Saturday, November 11, 2006

The Most Significant SF Books of the Last 50 Years

I am not all that surprised by how many of these I've read, just as I'm not surprised by the ones I have not. Sword of Shanana is one of the worst books ever typed. Thomas Covenant is a leper of the soul as well as the body and as such was totally unreadible for me.

(ones in red not read)

The Most Significant SF & Fantasy Books of the Last 50 Years, 1953-2002

from SFBC

  1. Lord of the Rings, JRR Tolkien
  2. Foundation Trilogy, Isaac Asimov
  3. Dune, Frank Herbert
  4. Stranger in a Strange Land, Robert A,. Heinlein
  5. A Wizard of Earthsea, Ursula K. Le Guin
  6. Neuromancer, William Gibson
  7. Childhood's End, Arthur C. Clarke
  8. Do Androids Dream of Electric Sheep?, Philip K. Dick
  9. The Mists of Avalon, Marion Zimmer Bradley
  10. Fahrenheit 451 Ray Bradbury
  11. The Book of the New Sun, Gene Wolfe
  12. A Canticle for Leibowitz, Walter M. Miller, Jr.
  13. The Caves of Steel, Isaac Asimov
  14. Children of the Atom, Wilmar Shiras
  15. Cities in Flight, James Blish
  16. The Colour of Magic, Terry Pratchett
  17. Dangerous Visions, edited by Harlan Ellison
  18. Deathbird Stories, Harlan Ellison
  19. The Demolished Man, Alfred Bester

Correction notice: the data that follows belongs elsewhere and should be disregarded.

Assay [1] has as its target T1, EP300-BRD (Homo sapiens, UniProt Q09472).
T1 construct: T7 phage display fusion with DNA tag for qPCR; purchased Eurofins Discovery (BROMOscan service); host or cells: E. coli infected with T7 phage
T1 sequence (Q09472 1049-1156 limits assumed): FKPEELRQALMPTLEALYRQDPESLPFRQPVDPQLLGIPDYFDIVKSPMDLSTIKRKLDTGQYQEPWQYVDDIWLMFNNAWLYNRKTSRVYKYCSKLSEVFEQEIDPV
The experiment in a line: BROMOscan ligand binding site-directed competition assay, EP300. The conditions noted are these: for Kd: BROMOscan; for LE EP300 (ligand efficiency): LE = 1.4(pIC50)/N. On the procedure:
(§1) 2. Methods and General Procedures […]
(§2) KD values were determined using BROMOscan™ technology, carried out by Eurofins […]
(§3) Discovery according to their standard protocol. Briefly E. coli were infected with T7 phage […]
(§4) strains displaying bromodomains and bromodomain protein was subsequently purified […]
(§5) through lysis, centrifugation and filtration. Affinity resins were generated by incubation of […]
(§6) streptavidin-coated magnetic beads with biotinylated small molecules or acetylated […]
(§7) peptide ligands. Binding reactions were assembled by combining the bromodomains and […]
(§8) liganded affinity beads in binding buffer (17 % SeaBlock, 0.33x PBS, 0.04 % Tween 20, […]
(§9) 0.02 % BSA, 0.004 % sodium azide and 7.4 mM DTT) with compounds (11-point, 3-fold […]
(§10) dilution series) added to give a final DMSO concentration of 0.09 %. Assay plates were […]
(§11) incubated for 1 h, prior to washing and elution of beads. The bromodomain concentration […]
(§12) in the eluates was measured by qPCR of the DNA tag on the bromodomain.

20. Dhalgren, Samuel R. Delany
  21. Dragonflight, Anne McCaffrey
  22. Ender's Game, Orson Scott Card
  23. 1st Chronicles of Thomas Covenant. Stephen Donaldson
  24. The Forever War, Joe Haldeman
  25. Gateway, Frederik Pohl
  26. Harry Potter & the Philosopher's Stone, JK Rowling
  27. Hitchhiker's Guide to the Galaxy, Douglas Adams
  28. I Am Legend, Richard Matheson
  29. Interview with the Vampire, Anne Rice
  30. The Left Hand of Darkness, Ursula K. Le Guin
  31. Little, Big, John Crowley
  32. Lord of Light, Roger Zelazny
  33. The Man in the High Castle, Philip K. Dick
  34. Mission of Gravity, Hal Clement
  35. More Than Human, Theodore Sturgeon
  36. The Rediscovery of Man, Cordwainer Smith
  37. On the Beach, Nevil Shute
  38. Rendezvous with Rama, Arthur C. Clarke
  39. Ringword, Larry Niven
  40. Rogue Moon, Algis Budrys
  41. The Silmarillion, J.R.R. Tolkien
  42. Slaughterhouse-5, Kurt Vonnegut
  43. Snow Crash, Neal Stephenson
  44. Stand on Zanzibar, John Brunner
  45. The Stars My Destination, Alfred Bester
  46. Starship Troopers, Robert A. Heinlein
  47. Stormbringer, Michael Moorcock
  48. The Sword of Shannara, Terry Brooks
  49. Timescape, Gregory Benford
  50. To Your Scattered Bodies Go, Philip Jose Farmer


arse poetica said...

handdrummer, I am woefully unread in this genre. =(

I do have _Snow Crash_, though -- highly recommend to me by a number of folks. Should I dig it out of my pile? And I did read the story "The Ones Who Walk Away from Omelas" by LeGuin. Does that count?


handdrummer said...

Snow Crash is a hoot. If I were recomending some books to introduce a new reader I'd recommend LeGuin's Left Hand of Darkness, Miller's Canticle for Leibowitz, and Bradbury's Fahrenheit 451.

My favorite book on the list is Brunner's Stand on Zanzibar. I wouldn't necessarily recommend starting with that one. Dip into a few others first to pick-up some of the prevailing genre tropes. Smow Crash might be a bit daunting as well. It's a long postmodern SF in-joke in a lot of ways.

Freudian Slip said...

Sword of Shannara is a great book (and series), though there are a lot, and I mean a lot of similarities with LOTR.